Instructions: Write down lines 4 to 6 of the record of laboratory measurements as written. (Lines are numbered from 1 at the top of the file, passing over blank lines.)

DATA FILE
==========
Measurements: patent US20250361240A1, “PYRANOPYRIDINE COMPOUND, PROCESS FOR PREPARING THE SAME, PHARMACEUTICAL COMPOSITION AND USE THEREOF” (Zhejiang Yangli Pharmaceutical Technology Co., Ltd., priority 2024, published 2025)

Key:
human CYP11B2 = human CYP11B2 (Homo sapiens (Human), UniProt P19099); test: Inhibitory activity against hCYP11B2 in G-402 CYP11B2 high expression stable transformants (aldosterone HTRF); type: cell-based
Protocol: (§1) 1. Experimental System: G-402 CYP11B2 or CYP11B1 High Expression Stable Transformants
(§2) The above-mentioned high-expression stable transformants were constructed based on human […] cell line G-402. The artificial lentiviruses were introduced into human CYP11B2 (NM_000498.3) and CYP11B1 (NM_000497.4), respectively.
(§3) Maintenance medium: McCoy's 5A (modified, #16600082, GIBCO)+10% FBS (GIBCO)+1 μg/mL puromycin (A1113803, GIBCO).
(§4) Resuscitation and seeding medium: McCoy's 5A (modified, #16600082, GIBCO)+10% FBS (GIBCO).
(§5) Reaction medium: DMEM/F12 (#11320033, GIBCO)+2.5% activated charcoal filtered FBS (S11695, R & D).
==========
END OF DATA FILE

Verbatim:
Protocol: (§1) 1. Experimental System: G-402 CYP11B2 or CYP11B1 High Expression Stable Transformants
(§2) The above-mentioned high-expression stable transformants were constructed based on human […] cell line G-402. The artificial lentiviruses were introduced into human CYP11B2 (NM_000498.3) and CYP11B1 (NM_000497.4), respectively.
(§3) Maintenance medium: McCoy's 5A (modified, #16600082, GIBCO)+10% FBS (GIBCO)+1 μg/mL puromycin (A1113803, GIBCO).